Why are West African countries and the EU negotiating EPAs?

To renew their trade relationship, and make it compatible with WTO rules.

Trade agreements signed between ACP Group and the EU, dating back to the 1970s, were giving developing countries preferential access to EU markets: ACP countries could apply barriers on imports from Europe, whereas they had almost duty free-quota free access to EU market. This preferential market access violated the WTO requirement of non-discrimination. The EU and ACP counties had to revise their trade agreements until the 31st of December 2007, and started negotiating Economic Partnership Agreements in 2002.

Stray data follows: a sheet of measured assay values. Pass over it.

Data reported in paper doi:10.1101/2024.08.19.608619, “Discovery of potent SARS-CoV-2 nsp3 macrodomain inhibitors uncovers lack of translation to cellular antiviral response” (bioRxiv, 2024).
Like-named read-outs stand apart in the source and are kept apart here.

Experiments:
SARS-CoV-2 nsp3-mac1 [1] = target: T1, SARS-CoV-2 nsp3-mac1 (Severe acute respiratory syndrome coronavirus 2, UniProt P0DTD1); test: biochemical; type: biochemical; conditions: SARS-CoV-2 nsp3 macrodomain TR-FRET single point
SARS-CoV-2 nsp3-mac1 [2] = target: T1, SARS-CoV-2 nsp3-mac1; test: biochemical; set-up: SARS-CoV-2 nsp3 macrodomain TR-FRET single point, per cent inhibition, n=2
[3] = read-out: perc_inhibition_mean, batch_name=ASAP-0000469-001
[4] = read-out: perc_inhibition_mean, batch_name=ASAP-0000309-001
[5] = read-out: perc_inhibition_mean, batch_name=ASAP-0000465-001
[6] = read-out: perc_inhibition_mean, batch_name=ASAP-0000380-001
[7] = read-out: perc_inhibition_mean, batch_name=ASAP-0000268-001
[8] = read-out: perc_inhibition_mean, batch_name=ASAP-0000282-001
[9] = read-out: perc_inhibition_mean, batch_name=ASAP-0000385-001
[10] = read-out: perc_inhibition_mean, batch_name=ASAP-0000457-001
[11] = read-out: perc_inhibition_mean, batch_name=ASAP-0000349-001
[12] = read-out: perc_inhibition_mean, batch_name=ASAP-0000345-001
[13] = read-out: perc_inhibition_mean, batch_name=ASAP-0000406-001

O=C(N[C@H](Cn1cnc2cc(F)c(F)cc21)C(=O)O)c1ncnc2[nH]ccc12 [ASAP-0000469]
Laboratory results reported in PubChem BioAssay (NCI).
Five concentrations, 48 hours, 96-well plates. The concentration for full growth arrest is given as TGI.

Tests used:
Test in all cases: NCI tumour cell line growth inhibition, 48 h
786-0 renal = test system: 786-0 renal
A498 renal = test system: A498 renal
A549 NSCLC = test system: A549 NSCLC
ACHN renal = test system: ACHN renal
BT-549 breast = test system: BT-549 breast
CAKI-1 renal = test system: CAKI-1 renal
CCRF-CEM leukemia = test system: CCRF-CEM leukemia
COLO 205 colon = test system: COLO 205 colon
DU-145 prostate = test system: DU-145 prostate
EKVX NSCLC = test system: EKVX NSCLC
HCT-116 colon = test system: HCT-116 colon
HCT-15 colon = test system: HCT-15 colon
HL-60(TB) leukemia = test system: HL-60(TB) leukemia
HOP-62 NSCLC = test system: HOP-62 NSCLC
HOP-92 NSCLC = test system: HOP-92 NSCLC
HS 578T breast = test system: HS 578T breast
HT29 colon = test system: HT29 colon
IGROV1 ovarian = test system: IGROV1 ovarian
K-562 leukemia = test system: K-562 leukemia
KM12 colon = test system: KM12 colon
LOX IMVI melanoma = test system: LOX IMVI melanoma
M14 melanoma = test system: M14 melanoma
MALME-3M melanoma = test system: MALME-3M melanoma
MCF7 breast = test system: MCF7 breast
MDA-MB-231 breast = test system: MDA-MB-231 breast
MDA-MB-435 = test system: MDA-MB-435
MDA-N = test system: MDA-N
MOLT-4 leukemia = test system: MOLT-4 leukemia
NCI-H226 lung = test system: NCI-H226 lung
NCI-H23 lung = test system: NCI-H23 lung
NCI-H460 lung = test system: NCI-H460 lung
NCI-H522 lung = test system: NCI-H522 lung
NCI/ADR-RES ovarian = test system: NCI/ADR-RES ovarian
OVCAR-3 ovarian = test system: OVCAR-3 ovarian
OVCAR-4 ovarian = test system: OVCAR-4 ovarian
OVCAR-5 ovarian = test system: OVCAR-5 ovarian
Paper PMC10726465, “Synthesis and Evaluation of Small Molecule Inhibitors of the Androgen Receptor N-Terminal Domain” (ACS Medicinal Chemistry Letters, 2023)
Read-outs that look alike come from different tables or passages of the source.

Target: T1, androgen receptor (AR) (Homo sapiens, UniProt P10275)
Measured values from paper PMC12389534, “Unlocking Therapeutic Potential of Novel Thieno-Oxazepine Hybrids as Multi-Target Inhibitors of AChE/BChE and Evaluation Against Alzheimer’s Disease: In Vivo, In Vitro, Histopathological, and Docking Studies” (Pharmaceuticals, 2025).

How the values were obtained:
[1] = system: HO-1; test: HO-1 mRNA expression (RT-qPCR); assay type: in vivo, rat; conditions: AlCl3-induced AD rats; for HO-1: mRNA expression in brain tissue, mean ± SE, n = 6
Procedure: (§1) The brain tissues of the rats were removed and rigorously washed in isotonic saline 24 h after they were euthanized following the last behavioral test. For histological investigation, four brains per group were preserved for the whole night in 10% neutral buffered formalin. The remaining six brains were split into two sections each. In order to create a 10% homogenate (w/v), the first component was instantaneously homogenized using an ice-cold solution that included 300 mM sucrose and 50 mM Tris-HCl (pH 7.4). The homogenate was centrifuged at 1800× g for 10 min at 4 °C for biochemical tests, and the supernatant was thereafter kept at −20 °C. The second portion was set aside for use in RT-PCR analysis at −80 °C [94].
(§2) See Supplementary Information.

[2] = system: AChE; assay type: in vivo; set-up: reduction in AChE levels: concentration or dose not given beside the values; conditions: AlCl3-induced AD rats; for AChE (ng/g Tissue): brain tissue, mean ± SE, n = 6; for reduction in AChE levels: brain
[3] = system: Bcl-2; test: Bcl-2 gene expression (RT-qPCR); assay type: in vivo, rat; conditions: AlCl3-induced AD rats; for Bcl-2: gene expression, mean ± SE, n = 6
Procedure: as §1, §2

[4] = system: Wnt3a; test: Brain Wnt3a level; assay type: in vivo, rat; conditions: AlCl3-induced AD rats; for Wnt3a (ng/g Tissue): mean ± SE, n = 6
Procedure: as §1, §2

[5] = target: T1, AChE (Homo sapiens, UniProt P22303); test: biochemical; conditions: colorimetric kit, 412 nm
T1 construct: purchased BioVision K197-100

The main objective of EPAs was the establishment of a free trade area in line with WTO rules through gradual trade liberalisation and elimination of trade restrictions. But the EPAs’ aim and objectives go beyond those of a conventional Free Trade Agreement. They are based the recognition that trade preferences granted to ACP countries in the past three decades failed to promote their economic growth. EPAs were framed as an opportunity to eventually put “trade at the service of development”. Besides this strong development component, EPAs were supposed to strengthen regional integration in ACP regions. For the first time, the EU did not negotiate a trade agreement with the ACP Group as a whole, but with 7 regional groupings. One of them is West Africa, comprising all ECOWAS member states plus Mauritania.

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